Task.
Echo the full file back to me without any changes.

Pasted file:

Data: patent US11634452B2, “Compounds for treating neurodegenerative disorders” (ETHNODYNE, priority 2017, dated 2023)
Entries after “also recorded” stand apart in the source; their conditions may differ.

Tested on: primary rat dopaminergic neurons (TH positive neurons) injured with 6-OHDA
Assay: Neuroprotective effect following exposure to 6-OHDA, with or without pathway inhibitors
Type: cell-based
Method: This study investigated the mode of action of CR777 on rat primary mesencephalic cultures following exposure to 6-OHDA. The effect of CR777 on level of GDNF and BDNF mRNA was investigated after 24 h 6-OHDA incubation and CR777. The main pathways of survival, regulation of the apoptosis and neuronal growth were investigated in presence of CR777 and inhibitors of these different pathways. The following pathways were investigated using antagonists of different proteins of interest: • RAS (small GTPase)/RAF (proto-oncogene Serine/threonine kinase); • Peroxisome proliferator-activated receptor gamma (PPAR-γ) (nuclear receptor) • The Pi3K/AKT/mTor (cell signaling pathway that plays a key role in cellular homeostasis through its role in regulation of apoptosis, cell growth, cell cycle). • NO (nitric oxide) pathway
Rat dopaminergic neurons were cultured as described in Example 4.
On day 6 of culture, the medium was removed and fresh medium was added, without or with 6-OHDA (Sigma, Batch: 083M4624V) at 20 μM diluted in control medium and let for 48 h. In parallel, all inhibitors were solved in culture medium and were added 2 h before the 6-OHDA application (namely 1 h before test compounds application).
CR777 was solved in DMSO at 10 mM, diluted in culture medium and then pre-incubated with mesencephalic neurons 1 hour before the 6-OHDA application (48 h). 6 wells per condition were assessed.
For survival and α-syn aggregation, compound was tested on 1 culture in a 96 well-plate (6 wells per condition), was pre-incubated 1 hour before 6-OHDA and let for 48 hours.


Data: patent US11634452B2, “Compounds for treating neurodegenerative disorders” (ETHNODYNE, priority 2017, dated 2023)
Entries after “also recorded” stand apart in the source; their conditions may differ.

Tested on: primary rat dopaminergic neurons (TH positive neurons) injured with 6-OHDA
Assay: Neuroprotective effect following exposure to 6-OHDA, with or without pathway inhibitors
Type: cell-based
Method: This study investigated the mode of action of CR777 on rat primary mesencephalic cultures following exposure to 6-OHDA. The effect of CR777 on level of GDNF and BDNF mRNA was investigated after 24 h 6-OHDA incubation and CR777. The main pathways of survival, regulation of the apoptosis and neuronal growth were investigated in presence of CR777 and inhibitors of these different pathways. The following pathways were investigated using antagonists of different proteins of interest: • RAS (small GTPase)/RAF (proto-oncogene Serine/threonine kinase); • Peroxisome proliferator-activated receptor gamma (PPAR-γ) (nuclear receptor) • The Pi3K/AKT/mTor (cell signaling pathway that plays a key role in cellular homeostasis through its role in regulation of apoptosis, cell growth, cell cycle). • NO (nitric oxide) pathway
Rat dopaminergic neurons were cultured as described in Example 4.
On day 6 of culture, the medium was removed and fresh medium was added, without or with 6-OHDA (Sigma, Batch: 083M4624V) at 20 μM diluted in control medium and let for 48 h. In parallel, all inhibitors were solved in culture medium and were added 2 h before the 6-OHDA application (namely 1 h before test compounds application).
CR777 was solved in DMSO at 10 mM, diluted in culture medium and then pre-incubated with mesencephalic neurons 1 hour before the 6-OHDA application (48 h). 6 wells per condition were assessed.
For survival and α-syn aggregation, compound was tested on 1 culture in a 96 well-plate (6 wells per condition), was pre-incubated 1 hour before 6-OHDA and let for 48 hours.